I’m going to go back to Chicago and New York in the coming two weeks to investigate this and form a stronger POV.

Understanding the Participatory News Consumer (Pew) This research sparked a bevy of news items. Everyone read it a bit differently, but the main conclusions: people go to lots of places to get there news, they consume it offline and on, mobile is a growing market, and we are very participatory (37% have contributed in one way or another to a news site). Big news: The Web is bigger than newspapers now for delivering the news.

Google, Microsoft Spar Over Antitrust (WSJ) This drama won’t go away soon.

Foursquare wants to be the mayor of location apps (O’Reilly) Interview with CEO of Foursquare. He’ll be at the CMSummit this June in NYC.

No Lie! Your Facebook Profile Is the Real You (Wired) Money quote: “Facebook is so true to life, Back claims, that encountering a person there for the first time generally results in a more accurate personality appraisal than meeting face to face, going by the results of previous studies.”

Human Culture, an Evolutionary Force (NYT) I’ve always believed this, and with the Internet, I believe this process is speeding up. This is why I write about the intersection of tech, culture, media.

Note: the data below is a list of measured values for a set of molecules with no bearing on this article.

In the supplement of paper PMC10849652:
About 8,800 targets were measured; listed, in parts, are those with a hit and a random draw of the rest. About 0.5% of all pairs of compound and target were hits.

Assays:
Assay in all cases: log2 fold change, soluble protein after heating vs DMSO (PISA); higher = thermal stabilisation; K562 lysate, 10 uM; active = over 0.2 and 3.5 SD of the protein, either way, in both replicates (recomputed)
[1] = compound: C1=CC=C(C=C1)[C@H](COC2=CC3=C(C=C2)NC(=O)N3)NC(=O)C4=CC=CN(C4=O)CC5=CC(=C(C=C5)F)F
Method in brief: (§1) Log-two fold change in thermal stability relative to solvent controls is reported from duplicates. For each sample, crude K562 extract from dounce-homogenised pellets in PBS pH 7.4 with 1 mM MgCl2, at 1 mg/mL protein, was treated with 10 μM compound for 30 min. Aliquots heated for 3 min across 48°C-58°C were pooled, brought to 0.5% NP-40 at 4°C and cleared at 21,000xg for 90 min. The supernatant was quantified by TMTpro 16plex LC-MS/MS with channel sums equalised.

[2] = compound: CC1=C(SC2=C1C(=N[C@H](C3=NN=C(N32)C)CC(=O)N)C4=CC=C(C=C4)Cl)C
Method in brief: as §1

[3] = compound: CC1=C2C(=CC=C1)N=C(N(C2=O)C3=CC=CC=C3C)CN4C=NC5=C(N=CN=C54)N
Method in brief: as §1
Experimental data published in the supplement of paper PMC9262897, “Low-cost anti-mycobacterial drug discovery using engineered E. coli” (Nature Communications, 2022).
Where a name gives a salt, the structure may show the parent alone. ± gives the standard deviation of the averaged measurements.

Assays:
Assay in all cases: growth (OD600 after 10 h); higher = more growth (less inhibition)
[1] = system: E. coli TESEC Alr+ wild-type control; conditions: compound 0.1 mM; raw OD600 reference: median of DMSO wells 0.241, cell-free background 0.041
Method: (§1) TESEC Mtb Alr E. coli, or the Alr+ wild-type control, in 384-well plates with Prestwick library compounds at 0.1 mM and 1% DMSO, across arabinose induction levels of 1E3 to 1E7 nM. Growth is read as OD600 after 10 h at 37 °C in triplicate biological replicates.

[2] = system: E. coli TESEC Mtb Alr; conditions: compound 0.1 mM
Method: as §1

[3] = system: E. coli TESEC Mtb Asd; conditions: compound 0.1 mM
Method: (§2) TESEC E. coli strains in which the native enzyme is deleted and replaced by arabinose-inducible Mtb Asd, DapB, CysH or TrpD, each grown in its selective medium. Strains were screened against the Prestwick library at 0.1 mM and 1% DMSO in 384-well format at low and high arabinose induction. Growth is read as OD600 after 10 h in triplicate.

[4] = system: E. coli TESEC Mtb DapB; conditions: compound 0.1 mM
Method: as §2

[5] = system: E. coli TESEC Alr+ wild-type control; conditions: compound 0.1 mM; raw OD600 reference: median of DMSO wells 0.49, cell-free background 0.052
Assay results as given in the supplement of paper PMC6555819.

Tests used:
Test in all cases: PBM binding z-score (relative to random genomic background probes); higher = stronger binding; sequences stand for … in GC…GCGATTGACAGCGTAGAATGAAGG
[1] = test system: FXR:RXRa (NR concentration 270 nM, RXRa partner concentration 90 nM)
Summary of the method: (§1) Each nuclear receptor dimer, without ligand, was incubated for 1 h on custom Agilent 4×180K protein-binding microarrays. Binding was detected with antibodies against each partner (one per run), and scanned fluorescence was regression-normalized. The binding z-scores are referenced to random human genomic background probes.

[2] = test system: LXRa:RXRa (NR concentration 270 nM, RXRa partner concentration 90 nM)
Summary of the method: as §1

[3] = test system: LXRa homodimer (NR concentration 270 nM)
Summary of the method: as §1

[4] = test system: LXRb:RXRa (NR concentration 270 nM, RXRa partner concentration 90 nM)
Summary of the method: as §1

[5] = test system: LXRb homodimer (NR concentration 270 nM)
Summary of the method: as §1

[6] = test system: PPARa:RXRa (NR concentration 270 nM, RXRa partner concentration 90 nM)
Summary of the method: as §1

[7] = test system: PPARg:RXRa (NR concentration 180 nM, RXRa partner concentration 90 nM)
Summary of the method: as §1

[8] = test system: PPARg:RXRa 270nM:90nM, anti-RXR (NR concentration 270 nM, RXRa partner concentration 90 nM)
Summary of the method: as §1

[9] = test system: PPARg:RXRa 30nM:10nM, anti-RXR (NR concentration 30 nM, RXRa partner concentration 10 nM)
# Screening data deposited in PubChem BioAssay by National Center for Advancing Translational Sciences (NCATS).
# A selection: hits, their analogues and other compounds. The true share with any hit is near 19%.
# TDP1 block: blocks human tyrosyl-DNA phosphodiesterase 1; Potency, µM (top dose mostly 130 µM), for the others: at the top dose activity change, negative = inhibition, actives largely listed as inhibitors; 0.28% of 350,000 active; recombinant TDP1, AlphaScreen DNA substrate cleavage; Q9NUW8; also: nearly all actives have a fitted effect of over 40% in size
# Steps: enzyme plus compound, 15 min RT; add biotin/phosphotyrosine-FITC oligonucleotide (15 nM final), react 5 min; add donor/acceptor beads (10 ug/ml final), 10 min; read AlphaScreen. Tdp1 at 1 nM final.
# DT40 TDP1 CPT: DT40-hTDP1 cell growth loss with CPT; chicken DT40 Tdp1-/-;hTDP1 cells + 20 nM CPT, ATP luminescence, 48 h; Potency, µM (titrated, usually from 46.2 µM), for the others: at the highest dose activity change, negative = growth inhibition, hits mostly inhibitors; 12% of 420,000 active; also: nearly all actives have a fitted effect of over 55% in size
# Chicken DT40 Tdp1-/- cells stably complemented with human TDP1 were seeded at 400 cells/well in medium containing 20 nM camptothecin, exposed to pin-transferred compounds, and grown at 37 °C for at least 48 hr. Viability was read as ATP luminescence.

Striving to Map the Shape-Shifting Net (NYT) Do you know what a yottabyte is? You will.

Marketing Budgets Spiral Toward Social (eMarketer) Spiral?!

4A’s Roundup: Yahoo’s Bartz Talks Data; Huffington Beyond The Paywall (PaidContent)

Adobe Opens Up About Apple, HTML5 and Flash [VIDEO] (Mashable)

3.1.10 – The Signal

By - March 01, 2010

Consider this the *early* Monday Signal, as I’m already deep in writing this morning, then off to staff meetings the rest of the day. So these are notes from my weekend readings, for the most part. Besides a rant on the iPad that I wrote in something of a hurry (and elicited a very strong response, I’ll admit), here’s what I found interesting, and why:

Redrawing the Route to Online Privacy (NYT) If you are in marketing, you should read this. From it: “….the next round of online privacy regulation needs to proceed carefully, policy experts warn. They say that online data collection and analysis is an economic imperative, and that the Internet industry of the future will involve adding value to the free flow of information — much of it created by individuals and their browsing activity.” And if you’re not sure privacy is a big deal, please also read The Eternal Value of Privacy (Bruce Schneier) As I’ve said before, I don’t think we as a society have had a full throated conversation about this topic, and we’re heading into a potential privacy pileup that could retard all of our growth – the marketing industry’s certainly, but also the breadth and depth of services that the web can deliver to us overall. This will get far more complicated before it resolves.